In this excerpt from his recently released book, Drexel political science professor George Ciccariello-Maher argues that discussions about Venezuelan politics far too often focused on Hugo Chávez, the man who sat in the president’s office, rather than the movement—and the people—who put him there.
“Who are you? What are you doing here?”
When we got to La Piedrita, they already knew we were coming. If not for the phone call they received from a trusted comrade, then from the video cameras lining the perimeter of this revolutionary zone that jealously guards its autonomy from all governments, right or left. If not from the cameras, then from the network of eyes dispersed across the community, always alert to unknown or unrecognized individuals.
And if not from all that, then certainly from the guard at the top of the rickety stairs that climb from the parking lot of the apartment blocks into the chaotic jumble of the barrio that lay behind it. He greeted us down the barrel of a chrome 9 mm pistol with stern questions: “Who are you? What are you doing here?” If we didn’t have good answers for these questions, there might have been a problem.
But indeed, we had an excellent answer: two short words, “Valentin Santana.”
Just minutes before, my photographer and I had been enjoying the warm June dusk a few blocks below, near a small park in the Monte Piedad neighborhood of 23 de Enero, a notoriously revolutionary area of western Caracas perched precariously above Miraflores Palace, the nominal seat of state power. We were chatting, laughing, drinking beer and miche—a surprisingly potent homemade firewater distilled from sugarcane—while others play dominos, when a new friend raised the inevitable question of why we were there. We had come to understand the revolutionary collectives that constitute Venezuelan President Hugo Chávez’s most radical support base, to grasp their political vision and their often-tense relationship with the process of political transformation known as the Bolivarian Revolution. Had we gone to La Piedrita? No, we hadn’t. Our only contact with the collective had been gazing in awe at the nearby murals surrounding their zone of influence, the most spectacular of which is a massive image of Jesus holding a Kalashnikov, bearing the message, “Christ Supports the Armed Struggle.”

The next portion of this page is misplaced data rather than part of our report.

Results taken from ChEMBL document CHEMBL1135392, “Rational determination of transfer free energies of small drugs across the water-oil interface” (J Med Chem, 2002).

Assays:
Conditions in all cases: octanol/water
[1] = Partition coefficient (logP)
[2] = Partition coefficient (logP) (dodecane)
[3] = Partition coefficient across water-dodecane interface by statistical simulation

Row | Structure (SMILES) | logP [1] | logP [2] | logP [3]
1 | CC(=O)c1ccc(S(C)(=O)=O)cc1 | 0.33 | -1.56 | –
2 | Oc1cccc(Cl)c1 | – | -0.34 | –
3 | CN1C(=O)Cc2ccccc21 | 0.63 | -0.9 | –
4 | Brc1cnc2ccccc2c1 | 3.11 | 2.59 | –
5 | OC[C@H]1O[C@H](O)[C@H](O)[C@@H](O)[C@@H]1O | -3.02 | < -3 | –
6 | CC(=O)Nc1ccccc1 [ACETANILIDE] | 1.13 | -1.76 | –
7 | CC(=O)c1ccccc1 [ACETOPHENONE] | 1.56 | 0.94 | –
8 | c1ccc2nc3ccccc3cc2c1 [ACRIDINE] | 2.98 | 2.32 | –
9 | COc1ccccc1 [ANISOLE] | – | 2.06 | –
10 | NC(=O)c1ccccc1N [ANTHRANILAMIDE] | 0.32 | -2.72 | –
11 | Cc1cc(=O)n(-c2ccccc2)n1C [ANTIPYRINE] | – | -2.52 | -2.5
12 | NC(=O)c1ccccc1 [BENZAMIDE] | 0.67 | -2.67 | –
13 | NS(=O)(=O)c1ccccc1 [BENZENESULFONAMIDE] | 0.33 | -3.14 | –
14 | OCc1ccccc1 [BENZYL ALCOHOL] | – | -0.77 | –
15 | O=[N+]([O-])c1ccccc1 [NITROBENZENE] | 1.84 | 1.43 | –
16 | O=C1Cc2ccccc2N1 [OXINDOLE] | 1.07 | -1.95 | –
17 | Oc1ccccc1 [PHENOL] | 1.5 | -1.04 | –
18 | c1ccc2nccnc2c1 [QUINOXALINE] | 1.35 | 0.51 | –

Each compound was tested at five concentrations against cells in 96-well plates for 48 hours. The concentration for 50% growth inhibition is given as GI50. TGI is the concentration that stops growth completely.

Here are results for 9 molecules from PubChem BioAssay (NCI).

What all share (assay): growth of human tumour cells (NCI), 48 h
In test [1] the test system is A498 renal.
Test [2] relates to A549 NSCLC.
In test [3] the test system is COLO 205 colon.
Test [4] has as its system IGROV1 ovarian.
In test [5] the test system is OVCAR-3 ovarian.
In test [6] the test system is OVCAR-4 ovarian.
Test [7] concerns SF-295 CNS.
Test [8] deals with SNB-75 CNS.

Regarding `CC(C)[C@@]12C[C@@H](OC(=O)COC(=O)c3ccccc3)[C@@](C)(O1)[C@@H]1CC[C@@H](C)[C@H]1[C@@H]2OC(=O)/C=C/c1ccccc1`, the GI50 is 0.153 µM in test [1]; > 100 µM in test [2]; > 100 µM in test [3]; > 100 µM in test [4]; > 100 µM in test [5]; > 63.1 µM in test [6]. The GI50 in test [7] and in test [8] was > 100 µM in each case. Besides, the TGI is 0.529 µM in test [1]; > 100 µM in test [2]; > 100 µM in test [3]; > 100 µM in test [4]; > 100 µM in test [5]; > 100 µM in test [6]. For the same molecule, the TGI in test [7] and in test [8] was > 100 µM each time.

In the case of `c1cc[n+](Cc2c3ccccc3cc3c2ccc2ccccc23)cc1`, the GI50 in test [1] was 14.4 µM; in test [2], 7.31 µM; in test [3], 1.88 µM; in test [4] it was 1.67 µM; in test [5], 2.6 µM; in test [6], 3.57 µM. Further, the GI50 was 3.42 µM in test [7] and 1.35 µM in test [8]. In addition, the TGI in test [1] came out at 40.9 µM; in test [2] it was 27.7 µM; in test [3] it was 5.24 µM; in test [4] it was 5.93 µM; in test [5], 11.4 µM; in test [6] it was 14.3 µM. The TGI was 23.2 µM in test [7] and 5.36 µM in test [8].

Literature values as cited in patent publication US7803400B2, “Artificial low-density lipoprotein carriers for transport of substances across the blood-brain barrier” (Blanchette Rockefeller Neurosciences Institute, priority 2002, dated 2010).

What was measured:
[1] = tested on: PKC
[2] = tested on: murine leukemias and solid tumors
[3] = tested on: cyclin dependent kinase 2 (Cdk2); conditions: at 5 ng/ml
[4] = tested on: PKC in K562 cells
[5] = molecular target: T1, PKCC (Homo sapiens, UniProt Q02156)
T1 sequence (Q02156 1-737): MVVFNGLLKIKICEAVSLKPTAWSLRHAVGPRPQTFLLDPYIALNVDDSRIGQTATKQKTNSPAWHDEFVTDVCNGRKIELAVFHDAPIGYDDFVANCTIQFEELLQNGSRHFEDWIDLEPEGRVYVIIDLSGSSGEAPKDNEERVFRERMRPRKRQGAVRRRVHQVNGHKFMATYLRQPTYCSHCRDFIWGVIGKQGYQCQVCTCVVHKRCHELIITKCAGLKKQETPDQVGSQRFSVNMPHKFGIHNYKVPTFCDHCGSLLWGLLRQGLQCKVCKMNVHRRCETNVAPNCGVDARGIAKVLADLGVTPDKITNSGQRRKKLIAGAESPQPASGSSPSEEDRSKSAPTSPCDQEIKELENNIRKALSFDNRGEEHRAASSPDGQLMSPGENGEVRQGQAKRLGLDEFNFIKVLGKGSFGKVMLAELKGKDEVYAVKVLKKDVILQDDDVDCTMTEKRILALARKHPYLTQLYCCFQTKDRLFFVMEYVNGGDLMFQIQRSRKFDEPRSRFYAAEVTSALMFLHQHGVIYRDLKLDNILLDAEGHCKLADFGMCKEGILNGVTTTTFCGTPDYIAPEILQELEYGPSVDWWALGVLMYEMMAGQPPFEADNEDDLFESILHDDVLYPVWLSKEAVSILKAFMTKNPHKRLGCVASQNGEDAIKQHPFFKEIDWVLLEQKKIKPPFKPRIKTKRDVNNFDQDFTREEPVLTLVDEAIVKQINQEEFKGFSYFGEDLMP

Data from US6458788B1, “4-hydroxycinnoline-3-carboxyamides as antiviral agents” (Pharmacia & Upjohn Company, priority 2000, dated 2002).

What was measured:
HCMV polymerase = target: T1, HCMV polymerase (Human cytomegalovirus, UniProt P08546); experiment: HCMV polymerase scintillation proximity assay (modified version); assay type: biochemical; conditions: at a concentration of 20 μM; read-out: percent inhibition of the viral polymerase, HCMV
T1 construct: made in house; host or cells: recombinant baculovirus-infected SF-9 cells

“Well then, you must meet Valentin,” this new friend insists, and I know immediately just who it is that he means. Valentin Santana is the historic leader, the iconic figurehead, and the most publicly recognized member of La Piedrita. After a few frenetic phone calls in which our proposed visit is repeatedly rebuked, our persistence pays off and we are cleared to head up to La Piedrita. We begin the climb upward, past Blocks 5, 6, and 7 of 23 de Enero, after which the multicolored superblock towers for which the area is famous give way to shorter blocks that are grouped tightly to form large, enclosed squares that are, from a military perspective, easier to defend. They knew we were coming, and yet they performed surprise, hostility and militant discipline. Here, gun pointed at my chest, I can’t help but feel like a young Herbert Matthews in the Cuban Sierra Maestra (in fact, La Piedrita adjoins the Sierra Maestra sector of 23 de Enero). Matthews, so the story mistakenly goes, was duped by Cuban guerrilla commander Fidel Castro, who in 1957 allegedly marched a small number of troops in circles past the New York Times journalist to exaggerate the strength of his forces.
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